college major

Heads-up: Here’s how students pick a college major

When it comes to a college major, students seek advice in a variety of areas.

“What do you want to be when you grow up?” The question is common enough, but many students hesitate when it comes time to declare a college major. Some students major in a subject for which they have passion, while others choose a field of study that will yield stable job options and a steady salary.

When students DO choose a college major, most receive advice from informal sources such as family members and friends, according to Major Influence: Where Students Get Valued Advice on What to Study in College, a new study from Gallup and Strada Education Network.

The report focuses on two specific areas: the resources or people students used to get advice about the major they were going to study, and how helpful the advice was.

Postsecondary leaders, policymakers, educators and employers can help students to be better-informed when choosing a field of study by increasing their exposure to different types of information and advice, according to the report. Reworking support models could be especially helpful to the students who need it most.

(Next page: Where do students seek advice, and which advice carries more weight?)

The advice students seek seems to come from four main areas:

  • Formal sources: Counselors (high school and college) and the media (internet and print). This group represents sources that are intentionally designed to provide guidance to students about their education choices.
  • Informal social network: Family, friends and community leaders. These sources represent an informal network of advice and information for students, but are not sources specifically designed to provide guidance to students about their education decisions.
  • Informal school-based: High school teachers, high school coaches, college faculty or miscellaneous staff. The preponderance of responses classified in this category include professors, faculty or other types of instructors not primarily in an advising role.
  • Informal work-based: Employers, coworkers, people with experience in the field and military. Informal work-based sources include experiences gained while working and advice from people who work in particular fields.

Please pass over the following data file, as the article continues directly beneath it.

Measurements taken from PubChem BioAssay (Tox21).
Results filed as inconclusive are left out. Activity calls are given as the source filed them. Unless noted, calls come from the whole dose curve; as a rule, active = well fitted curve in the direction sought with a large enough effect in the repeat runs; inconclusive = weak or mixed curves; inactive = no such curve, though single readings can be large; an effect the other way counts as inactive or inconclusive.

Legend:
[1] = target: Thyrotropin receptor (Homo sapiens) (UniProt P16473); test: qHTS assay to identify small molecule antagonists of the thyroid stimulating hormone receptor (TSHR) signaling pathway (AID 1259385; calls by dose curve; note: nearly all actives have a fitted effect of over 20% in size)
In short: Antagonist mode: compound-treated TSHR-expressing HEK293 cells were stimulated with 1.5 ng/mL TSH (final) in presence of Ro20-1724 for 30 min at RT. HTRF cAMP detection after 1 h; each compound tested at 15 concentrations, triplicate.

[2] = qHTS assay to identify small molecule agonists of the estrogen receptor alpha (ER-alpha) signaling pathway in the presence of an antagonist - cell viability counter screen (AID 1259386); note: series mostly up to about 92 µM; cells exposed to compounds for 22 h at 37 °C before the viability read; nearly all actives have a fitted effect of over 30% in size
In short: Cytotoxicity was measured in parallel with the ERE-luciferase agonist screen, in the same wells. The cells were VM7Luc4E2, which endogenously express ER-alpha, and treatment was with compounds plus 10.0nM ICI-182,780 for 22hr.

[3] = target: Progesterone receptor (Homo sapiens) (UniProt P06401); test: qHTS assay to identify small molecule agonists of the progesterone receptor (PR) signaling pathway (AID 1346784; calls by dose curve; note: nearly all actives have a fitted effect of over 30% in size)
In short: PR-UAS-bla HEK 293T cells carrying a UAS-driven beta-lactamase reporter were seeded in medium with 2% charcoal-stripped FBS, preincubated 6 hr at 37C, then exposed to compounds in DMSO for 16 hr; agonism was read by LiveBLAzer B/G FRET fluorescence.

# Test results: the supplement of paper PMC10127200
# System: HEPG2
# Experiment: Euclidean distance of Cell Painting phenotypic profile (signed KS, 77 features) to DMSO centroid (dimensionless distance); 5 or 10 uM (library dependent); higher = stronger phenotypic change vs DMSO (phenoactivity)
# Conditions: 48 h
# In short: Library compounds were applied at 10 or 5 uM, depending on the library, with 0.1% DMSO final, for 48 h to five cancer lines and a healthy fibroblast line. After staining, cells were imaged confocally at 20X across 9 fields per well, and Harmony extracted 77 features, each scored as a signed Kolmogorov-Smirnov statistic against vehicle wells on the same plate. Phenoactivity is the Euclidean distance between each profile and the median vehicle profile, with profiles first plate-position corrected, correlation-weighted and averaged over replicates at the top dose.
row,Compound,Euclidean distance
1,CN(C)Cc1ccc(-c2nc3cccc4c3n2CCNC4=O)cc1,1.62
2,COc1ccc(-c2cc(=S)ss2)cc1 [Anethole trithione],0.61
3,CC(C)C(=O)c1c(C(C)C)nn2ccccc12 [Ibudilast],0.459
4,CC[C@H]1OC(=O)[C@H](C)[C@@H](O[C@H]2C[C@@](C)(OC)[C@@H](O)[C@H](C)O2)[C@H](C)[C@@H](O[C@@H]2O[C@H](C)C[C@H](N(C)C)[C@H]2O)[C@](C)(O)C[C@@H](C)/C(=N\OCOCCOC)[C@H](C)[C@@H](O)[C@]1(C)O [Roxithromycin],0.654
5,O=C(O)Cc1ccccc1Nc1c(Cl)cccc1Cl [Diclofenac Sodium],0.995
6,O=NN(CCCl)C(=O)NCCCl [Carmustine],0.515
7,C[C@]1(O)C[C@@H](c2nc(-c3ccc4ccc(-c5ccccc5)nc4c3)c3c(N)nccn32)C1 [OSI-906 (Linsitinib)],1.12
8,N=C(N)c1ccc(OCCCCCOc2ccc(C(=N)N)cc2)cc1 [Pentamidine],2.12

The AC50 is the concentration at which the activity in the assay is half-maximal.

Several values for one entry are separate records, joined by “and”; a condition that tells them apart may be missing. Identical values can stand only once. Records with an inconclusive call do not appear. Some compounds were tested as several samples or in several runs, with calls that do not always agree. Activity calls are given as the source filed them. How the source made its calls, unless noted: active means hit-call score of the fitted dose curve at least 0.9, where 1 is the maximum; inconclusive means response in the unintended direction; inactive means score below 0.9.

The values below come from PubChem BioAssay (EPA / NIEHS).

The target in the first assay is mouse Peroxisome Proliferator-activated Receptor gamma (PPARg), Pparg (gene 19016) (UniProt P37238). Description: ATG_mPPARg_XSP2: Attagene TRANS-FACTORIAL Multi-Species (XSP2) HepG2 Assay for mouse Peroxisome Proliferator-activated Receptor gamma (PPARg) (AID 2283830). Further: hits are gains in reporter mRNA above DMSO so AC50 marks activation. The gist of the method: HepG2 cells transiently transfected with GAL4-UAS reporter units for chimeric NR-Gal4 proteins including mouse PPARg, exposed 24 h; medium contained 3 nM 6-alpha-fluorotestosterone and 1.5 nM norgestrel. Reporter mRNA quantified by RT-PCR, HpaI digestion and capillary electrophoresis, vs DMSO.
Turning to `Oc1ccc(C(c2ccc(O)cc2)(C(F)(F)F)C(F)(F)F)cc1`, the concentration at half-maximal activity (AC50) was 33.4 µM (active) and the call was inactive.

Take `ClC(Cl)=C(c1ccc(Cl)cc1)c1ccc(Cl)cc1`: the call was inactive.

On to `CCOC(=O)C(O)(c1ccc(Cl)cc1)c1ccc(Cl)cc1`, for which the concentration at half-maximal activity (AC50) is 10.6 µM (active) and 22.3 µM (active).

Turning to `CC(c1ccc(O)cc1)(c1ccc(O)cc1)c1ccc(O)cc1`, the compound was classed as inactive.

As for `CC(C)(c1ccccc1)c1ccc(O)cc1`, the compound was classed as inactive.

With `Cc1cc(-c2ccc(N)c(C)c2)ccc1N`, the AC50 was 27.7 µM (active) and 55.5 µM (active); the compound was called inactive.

The study results show that students view some sources–particularly sources encountered through work experiences or from experts–as more helpful than others. They are also less likely to regret their choices about a college major if these work-based sources played a part in their decision-making.

Older students are more likely than younger students to consult work-based sources of advice about their majors.

First-generation college students and students who are pursuing a two-year degree are less likely than others to get advice about their college major from their informal social network. A majority of education consumers with a parent who earned a bachelor’s degree (60 percent) or graduate degree (65 percent) sought advice about their major through their informal social network. By comparison, those whose parents completed a high school diploma or less are far less likely to have received advice about their college major from their informal social network (47 percent).

The study’s results have three major implications for higher education:

1. The most commonly sought forms of advice about choosing a major are not always the most helpful. Put simply, the most valued sources of advice are the least used. The report offers insights to education leaders, career counselors and employers about ways traditional models of advice and support can be retooled to help students make better-informed decisions when choosing a field of study.

2. Work-based sources include advice from experts in a field (10 percent) and workplace experiences (9 percent). Expanding students’ exposure to these types of sources through a variety of learning opportunities–vocational coursework, summer jobs programs, internships, apprenticeships or other workplace learning opportunities–could broaden students’ exposure to careers. In turn, students with an expanded awareness of career opportunities–and who are cognizant of the skills required to succeed in them–can make better decisions about their chosen course of study.

3. Increasing access to work-based experiences could be particularly beneficial for first-generation, black and Hispanic students, who may have less access to professional guidance and expertise in their social networks, but regard advice from work-based sources as especially helpful.

The report draws its information from interviews with 22,087 U.S. adults aged 18 to 65 who have either earned an associate degree, had some college education but no degree, or earned a bachelor’s degree.

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Laura Ascione